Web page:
Some medical conditions impact how much oxygen is in the blood. For example, a baby who is in distress during labor or delivery might not get sufficient blood to the brain. A lack of oxygen in the blood is known as hypoxemia. Individuals who have this condition can suffer damage to various organs in the body, including the brain, heart, lungs, limbs, and other internal organs.
When a patient shows up at the hospital or a doctor’s office with potential hypoxemia, getting them oxygen is critical. The longer the body goes without it, the worse the damage can be. Typically, a person’s arterial oxygen is 75 to 100 millimeters of mercury, and individuals with good oxygen will have a pulse oximeter reading of 95 to 100%. A person who has an arterial oxygen of less than 60 mm Hg or a pulse ox of 90% or less has low readings and needs supplemental support.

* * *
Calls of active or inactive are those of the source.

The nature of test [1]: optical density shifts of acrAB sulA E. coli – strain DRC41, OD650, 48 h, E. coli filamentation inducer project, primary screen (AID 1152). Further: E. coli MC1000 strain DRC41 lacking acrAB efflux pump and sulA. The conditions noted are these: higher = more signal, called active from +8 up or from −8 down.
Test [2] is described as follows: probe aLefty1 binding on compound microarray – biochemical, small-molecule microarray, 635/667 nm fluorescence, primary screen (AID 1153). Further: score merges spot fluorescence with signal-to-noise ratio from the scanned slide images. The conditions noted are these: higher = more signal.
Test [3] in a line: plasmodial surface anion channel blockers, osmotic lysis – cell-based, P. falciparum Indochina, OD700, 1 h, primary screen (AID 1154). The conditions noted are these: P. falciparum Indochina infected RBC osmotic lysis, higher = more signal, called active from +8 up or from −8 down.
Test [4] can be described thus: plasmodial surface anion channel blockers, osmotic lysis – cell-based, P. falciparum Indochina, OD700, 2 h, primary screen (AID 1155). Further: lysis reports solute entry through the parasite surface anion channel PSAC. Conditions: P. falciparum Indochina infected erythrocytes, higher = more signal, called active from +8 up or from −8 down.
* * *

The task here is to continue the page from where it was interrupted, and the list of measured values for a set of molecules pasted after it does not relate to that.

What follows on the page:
Many different conditions can lead to low oxygen levels. While the priority is often getting the person oxygen, the need to treat the underlying condition is also present. Some of the possible conditions that might cause hypoxemia include:
- Congenital heart defects
- Pulmonary edema
- Sleep apnea
- Pulmonary embolism
When a person doesn’t receive swift treatment, they might suffer from brain damage and other complications. This can dramatically impact their life. It is imperative that doctors take appropriate action in these cases. The patient might choose to seek compensation for the financial damages if they have to deal with impacts that stem from substandard medical care or negligence.